“And now it will finally reach its peak in 2023, after a strong 2022. The fact that it is expected to witness the world's strongest growth in the next year says a lot about its potential and growth. This massive growth will help not only the real estate sector but the overall economy as well,” Shobeiry said.
Dubai's supply challenge
Dubai’s perennial challenge has been its ‘build-it-and-they-will-come’ mantra, which has resulted in more homes being built than the market is capable of absorbing. In this cycle however, Knight Frank says the number of new high-end homes planned is failing to keep pace with demand.
Bulgari Lighthouse on Jumeirah Bay Island (31 apartments) and Alpago’s Palm Flower on the Palm Jumeirah (11 apartments) account for the bulk of new high-end homes coming to the city’s prime neighbourhoods.
Outlook for 2023
Knight Frank says Dubai’s mainstream residential market is expected to register price increases of 5-7 per cent by the end of 2022 and a similar rate of growth is expected in 2023.
“For prime Dubai, prices are likely to end the year around 50 per cent higher than 2021," Durrani said.
He said supply is the other critical factor in our 2023 outlook, with just eight villas in Dubai’s prime precincts expected to be delivered by 2025.
"Developers have not responded to the buoyancy in demand as we have seen in past cycles and with supply remaining limited and demand for luxury waterfront continuing to strengthen, our 2023 prime residential forecast of 13.5 per cent is supported by a clear demand-supply imbalance as well as a positive economic backdrop," he said.
Instill confidence in homeowners
Indeed, Durrani said the UAE is expected to have one of the world’s fastest growing economies in the world in 2022. A return to steady and sustainable growth will instill confidence in homeowners and investors alike.
“Our outlook is not without its risks. Dubai is a world city and as such is to an extent vulnerable to global macroeconomic conditions. With increasing global economic uncertainty, Dubai is once again emerging as a safe haven destination, just as it did during the height of the Covid-19 pandemic,” he said.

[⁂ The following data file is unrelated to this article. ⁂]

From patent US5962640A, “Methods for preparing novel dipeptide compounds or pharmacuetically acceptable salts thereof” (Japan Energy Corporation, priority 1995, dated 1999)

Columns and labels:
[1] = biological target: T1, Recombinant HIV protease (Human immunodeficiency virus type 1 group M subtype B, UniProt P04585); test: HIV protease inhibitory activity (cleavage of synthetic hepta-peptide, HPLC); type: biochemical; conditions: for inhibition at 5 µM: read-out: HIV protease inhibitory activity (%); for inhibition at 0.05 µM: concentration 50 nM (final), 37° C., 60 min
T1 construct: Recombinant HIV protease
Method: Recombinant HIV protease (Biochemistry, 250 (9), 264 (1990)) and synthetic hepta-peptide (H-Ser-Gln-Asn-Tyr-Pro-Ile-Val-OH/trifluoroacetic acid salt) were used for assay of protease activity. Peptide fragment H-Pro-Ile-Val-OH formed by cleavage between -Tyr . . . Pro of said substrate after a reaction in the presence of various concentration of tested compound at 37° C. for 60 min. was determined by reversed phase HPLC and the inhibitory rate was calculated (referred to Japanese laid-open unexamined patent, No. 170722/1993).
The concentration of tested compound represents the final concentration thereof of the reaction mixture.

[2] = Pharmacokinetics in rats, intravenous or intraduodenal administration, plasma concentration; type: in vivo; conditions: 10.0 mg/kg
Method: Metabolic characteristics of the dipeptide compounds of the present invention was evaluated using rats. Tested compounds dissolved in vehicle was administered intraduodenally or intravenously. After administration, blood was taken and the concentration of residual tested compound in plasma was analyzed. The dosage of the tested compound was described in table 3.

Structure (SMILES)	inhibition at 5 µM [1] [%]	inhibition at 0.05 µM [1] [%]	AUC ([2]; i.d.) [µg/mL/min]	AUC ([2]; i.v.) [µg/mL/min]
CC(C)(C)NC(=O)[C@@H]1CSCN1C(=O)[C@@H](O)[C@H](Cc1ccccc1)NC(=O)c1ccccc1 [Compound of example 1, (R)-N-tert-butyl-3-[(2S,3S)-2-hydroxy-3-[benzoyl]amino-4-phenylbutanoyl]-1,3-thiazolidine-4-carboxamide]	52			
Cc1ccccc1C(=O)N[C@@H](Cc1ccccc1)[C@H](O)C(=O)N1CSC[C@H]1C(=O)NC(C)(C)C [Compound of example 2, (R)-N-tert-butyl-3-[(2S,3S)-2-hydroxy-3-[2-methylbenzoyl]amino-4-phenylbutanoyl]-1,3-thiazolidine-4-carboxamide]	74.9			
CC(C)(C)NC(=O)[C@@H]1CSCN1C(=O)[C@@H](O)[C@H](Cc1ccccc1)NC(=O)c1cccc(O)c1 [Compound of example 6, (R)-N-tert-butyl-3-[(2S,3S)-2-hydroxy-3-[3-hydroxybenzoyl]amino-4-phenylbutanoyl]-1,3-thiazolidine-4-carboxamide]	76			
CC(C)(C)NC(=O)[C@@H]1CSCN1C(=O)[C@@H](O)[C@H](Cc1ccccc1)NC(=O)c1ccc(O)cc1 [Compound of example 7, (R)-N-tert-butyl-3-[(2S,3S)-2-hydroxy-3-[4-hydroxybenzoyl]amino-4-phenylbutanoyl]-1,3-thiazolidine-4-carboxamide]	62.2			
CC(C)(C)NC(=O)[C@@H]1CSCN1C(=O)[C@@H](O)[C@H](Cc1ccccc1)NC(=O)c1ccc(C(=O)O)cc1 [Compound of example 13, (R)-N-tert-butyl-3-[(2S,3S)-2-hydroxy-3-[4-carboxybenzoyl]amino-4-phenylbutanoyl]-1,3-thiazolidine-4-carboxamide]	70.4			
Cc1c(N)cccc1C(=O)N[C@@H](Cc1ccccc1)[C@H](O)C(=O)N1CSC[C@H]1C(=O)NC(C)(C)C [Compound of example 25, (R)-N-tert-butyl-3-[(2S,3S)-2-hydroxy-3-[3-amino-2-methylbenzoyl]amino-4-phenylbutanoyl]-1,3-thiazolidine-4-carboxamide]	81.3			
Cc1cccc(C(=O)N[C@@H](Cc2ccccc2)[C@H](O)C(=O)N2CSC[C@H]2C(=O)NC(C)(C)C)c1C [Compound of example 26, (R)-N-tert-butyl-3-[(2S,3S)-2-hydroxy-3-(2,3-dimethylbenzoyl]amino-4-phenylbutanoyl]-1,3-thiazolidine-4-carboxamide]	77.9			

Prime global residential markets
Across the 25 cities tracked, Knight Frank’s global research network now expects prime residential prices to rise by two per cent on average in 2023, down from 2.7 per cent predicted six months ago. Despite this slowdown, aggregate growth in 2023 would still be higher than that recorded in six of the last 10 years.
Knight Frank says after two years in which the pandemic fuelled a surge in house prices in most global cities, the landscape is now shifting. Money is becoming more expensive, geopolitics more complex and China is no longer powering the world’s economy. Homeowners are having to grapple with the
unpredictability of soaring inflation, the rising cost of debt and higher taxes. Although prime markets are more insulated to the fallout from higher mortgage costs, they’re not immune.
The transition from a sellers to a buyer’s market is already underway across many prime residential markets. But prime residential prices would need to dip by 30-40 per cent in some cities for prices to return to their pre-pandemic levels of 2019, according to Knight Frank’s analysis.
Source: Khaleej Times